ST. LOUIS — Two-time U.S. Open champion Brooks Koepka took a step Saturday toward adding a third major to his short list of victories.

Koepka bullied rain-softened Bellerive on the front nine and built a four-shot lead, only to run into bad patch that brought a strong list of contenders into the mix – including Tiger Woods – going into the final round of the PGA Championship.

Even with back-to-back bogeys on the back nine, Koepka had a 4-under 66 for a two-shot lead over Adam Scott, the 2013 Masters champion who has been struggling through his worst season in nearly two decades. Scott had a 65 to get into the final group.

Gary Woodland lost his way in his footprints in a bunker and made triple bogey on No. 10, falling six shots behind, and still managed a 71 to stay within three shots of the lead, with Jon Rahm (66) and Rickie Fowler (69).

But the biggest buzz, as always, belonged to Woods.

Coming off a three-putt bogey on the fifth hole, Woods ran off three straight birdies to get in range, only to stall on the back nine like he has done so often this year. He hit a 4-iron so pure on the par-5 17th that he immediately began walking to it, and thousands of fans roared when it settled 20 feet from the hole for an eagle that could have put him within one of the lead.


But he missed. And then he missed the next from 4 feet for birdie and ended his day with 10 straight pars. Woods had to settle for a 66, and by the time everyone else came through the 17th hole, he slipped back to a tie for sixth, four shots out.

That’s the same position he was in going into the final round of the British Open at Carnoustie, where he then led briefly before fading.

Now he gets another shot, and it most likely will take another round like Saturday.

“Not just myself, but everyone’s going to have to shoot low rounds,” Woods said. “It’s soft, it’s gettable, and you can’t just go out there and make a bunch of pars.”

Koepka is at 12-under 198 and will play in the final group of a major for the first time. He won in the next-to-last U.S. Open group each of the last two years.

He already burnished his reputation two months ago by winning a U.S. Open on entirely different courses – one at Erin Hills with a record-tying score of 16 under, the other at Shinnecock Hills where he survived to win at 1 over.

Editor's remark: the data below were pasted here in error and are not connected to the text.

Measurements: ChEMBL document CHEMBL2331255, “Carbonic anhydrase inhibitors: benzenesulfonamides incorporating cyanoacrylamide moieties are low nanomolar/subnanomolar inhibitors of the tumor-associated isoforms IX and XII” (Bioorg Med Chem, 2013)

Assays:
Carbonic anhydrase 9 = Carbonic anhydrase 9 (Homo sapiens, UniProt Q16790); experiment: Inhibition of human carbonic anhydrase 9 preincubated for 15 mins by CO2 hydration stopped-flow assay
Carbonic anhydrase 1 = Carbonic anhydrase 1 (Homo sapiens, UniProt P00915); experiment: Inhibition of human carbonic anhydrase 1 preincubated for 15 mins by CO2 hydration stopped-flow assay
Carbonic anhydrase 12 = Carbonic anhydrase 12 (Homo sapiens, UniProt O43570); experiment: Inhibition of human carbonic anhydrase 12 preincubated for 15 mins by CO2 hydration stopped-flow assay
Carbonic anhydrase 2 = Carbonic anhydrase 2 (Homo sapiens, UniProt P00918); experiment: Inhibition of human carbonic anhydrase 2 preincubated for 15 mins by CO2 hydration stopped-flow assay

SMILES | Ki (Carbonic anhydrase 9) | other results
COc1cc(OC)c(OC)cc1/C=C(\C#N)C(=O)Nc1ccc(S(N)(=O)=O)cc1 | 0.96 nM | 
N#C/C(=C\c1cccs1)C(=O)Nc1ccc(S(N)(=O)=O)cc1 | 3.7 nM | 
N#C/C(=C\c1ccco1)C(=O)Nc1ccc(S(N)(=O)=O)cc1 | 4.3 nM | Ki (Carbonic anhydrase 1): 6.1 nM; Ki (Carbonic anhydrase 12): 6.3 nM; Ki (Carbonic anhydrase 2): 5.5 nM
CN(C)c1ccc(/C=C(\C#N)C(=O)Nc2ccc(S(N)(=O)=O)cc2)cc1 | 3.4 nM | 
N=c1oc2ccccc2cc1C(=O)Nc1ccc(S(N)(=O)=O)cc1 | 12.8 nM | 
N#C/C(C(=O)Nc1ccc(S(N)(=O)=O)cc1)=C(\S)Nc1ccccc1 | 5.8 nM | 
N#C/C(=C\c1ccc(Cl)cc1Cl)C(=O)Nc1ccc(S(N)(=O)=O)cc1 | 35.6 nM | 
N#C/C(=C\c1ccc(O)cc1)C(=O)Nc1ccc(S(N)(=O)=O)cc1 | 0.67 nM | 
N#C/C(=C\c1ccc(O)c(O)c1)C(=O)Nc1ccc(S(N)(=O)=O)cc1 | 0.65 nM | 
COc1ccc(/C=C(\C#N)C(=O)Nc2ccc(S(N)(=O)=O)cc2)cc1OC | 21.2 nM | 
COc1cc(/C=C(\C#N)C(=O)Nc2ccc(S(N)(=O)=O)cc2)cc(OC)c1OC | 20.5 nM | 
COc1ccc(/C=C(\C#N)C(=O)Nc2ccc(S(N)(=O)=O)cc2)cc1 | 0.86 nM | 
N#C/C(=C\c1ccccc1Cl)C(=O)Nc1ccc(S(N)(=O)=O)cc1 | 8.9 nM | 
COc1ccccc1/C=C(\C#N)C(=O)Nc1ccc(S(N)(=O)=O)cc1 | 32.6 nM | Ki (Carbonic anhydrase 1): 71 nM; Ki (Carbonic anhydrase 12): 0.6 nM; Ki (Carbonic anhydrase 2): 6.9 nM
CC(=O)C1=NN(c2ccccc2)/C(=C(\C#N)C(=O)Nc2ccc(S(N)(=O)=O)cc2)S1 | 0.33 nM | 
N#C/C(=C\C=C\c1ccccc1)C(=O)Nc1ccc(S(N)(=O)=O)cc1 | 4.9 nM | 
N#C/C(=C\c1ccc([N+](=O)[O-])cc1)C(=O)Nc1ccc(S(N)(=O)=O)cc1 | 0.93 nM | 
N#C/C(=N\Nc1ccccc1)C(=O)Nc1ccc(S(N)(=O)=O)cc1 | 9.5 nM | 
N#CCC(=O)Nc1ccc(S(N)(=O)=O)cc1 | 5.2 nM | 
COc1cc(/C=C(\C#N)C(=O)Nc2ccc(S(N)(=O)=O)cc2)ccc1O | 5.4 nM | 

He has one other PGA Tour victory, one in Europe and two in Japan. But put him against the strongest fields and the biggest events, and he’s a world-beater.

This test figures to be different. Bellerive is so soft that a charge can come from anywhere.

“I’ve watched Tiger win 14 of these things hanging around a lot of the time,” Scott said. “He ran away with a few, for sure, but he hung around for a lot. And I would love to hang around (Sunday). And that might mean shooting 5 under again to hang around, but I would love to be in the mix coming down the stretch and have the chance to hole some putts to win.”

Ten players were within four shots of the lead, including defending champion Justin Thomas (68), Jason Day (67) and Stewart Cink, the 2009 British Open champion who played with Woods and matched his 66.

“It’s a pretty intense environment out there. It’s fun,” Cink said. “Hearing the crowd, and Tiger’s performing great, it was like turning back the hands of the clock.”

Woods and Fowler were among those just happy to get off the course. They had to finish their second rounds Saturday morning because of rain that deluged Bellerive on Friday. Woods played 29 holes; Fowler played 26.

No one caught Woodland, meaning his 36-hole score of 130 stood as the PGA Championship record. The cut was another record, coming at par 140 and knocking out the likes of Phil Mickelson.

Also missing the cut was Shawn Warren of Portland, who had a 1-over 71 after a 77 in the first round.

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